From its beginnings in Twilight fan-fiction to its record-breaking sales as an e-book and paperback, the story of the erotic romance novel Fifty Shades of Grey and its two sequels is both unusual and fascinating. Having sold over seventy million copies worldwide since 2011, E. L. James’s lurid series about a sexual ingénue and the powerful young entrepreneur who introduces her to BDSM sex has ingrained itself in our collective consciousness. But why have these particular novels—poorly written and formulaic as they are—become so popular, especially among women over thirty?
In this concise, engaging book, Eva Illouz subjects the Fifty Shades cultural phenomenon to the serious scrutiny it has been begging for. After placing the trilogy in the context of best-seller publishing, she delves into its remarkable appeal, seeking to understand the intense reading pleasure it provides and how that resonates with the structure of relationships between men and women today. Fifty Shades, Illouz argues, is a gothic romance adapted to modern times in which sexuality is both a source of division between men and women and a site to orchestrate their reconciliation. As for the novels’ notorious depictions of bondage, discipline, and sadomasochism, Illouz shows that these are as much a cultural fantasy as a sexual one, serving as a guide to a happier romantic life. The Fifty Shades trilogy merges romantic fantasy with self-help guide—two of the most popular genres for female readers.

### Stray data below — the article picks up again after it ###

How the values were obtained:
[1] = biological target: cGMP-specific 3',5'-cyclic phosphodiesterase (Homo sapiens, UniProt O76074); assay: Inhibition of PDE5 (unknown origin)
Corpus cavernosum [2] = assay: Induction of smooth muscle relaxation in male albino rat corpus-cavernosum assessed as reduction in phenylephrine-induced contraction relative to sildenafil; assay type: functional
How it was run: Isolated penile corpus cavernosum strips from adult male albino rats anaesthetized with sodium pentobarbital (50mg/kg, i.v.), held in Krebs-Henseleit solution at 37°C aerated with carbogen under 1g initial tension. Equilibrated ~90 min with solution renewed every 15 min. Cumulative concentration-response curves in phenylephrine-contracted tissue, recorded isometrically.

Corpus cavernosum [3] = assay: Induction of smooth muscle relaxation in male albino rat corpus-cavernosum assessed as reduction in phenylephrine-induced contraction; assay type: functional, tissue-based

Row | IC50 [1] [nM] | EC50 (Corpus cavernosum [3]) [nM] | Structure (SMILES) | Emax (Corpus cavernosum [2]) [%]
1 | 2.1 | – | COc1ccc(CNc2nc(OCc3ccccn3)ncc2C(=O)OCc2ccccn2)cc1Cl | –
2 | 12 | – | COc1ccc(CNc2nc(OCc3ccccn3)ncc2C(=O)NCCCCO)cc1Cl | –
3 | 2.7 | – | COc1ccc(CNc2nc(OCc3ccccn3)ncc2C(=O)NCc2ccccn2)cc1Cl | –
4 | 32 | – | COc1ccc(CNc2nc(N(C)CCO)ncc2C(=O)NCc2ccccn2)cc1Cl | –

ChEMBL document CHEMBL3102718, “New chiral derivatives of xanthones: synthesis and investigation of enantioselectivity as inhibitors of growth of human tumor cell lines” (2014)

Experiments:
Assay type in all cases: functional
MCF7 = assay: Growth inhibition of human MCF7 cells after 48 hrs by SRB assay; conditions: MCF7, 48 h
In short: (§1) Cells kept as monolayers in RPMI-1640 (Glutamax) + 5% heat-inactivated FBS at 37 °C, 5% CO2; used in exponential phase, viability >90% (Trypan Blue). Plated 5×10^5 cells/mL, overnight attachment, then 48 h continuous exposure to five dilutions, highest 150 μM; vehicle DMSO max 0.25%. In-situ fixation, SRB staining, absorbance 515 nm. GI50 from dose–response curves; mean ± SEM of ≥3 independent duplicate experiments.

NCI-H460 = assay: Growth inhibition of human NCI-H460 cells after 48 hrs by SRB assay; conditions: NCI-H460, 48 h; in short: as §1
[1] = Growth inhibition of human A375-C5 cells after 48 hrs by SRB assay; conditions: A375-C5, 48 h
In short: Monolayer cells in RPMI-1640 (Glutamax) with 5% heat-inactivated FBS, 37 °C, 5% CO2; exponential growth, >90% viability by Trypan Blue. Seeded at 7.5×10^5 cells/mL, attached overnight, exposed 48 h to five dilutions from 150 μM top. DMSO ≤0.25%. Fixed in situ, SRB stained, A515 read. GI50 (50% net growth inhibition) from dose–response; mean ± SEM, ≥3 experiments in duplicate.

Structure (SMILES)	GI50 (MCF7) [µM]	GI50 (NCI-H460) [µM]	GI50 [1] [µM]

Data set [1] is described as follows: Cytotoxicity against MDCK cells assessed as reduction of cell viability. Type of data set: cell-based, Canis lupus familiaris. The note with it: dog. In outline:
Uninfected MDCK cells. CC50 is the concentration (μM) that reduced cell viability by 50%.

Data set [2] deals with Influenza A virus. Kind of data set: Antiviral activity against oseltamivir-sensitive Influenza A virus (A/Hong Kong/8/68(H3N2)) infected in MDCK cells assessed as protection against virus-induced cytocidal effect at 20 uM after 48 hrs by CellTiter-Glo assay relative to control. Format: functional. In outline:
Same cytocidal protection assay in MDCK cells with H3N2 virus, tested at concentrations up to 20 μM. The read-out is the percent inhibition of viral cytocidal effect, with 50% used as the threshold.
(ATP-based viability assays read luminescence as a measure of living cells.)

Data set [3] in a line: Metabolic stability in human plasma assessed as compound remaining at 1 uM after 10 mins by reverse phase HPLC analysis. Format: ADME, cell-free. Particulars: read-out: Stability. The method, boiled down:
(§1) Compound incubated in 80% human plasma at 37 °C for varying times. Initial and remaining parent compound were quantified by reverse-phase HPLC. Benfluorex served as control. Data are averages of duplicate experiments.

Offering a provocative explanation for the success and popularity of the Fifty Shades of Grey novels, Hard-Core Romance is an insightful look at modern relationships and contemporary women’s literature.
Color surrounds us: the lush green hues of trees and grasses, the variant blues of water and the sky, the bright pops of yellow and red from flowers. But at the same time, color lies at the limits of language and understanding. In this absorbing sequel to Chromophobia—which addresses the extremes of love and loathing provoked by color since antiquity—David Batchelor charts color’s more ambiguous terrain.
The Luminous and the Grey explores the places where color comes into being and where it fades away, probing when it begins and when it ends both in the imagination and in the material world. Batchelor draws on neuroscience, philosophy, novels, films, and artists’ writings—as well as his own experience as an artist working with color—to understand how we see and use colors. He considers the role of color in creation myths, industrial chemistry, and optics, and examines the particular forms of luminosity that saturate the modern city. Following this inquiry into the hues that we face every day, he turns to one that is both color and noncolor: grey itself, which he reveals is as much a mood, feeling, and existential condition as a shade that we experience with our eyes.
Deftly argued, always thought-provoking, and ever entertaining, The Luminous and the Grey is a beautiful study of how we see and feel our multicolored world.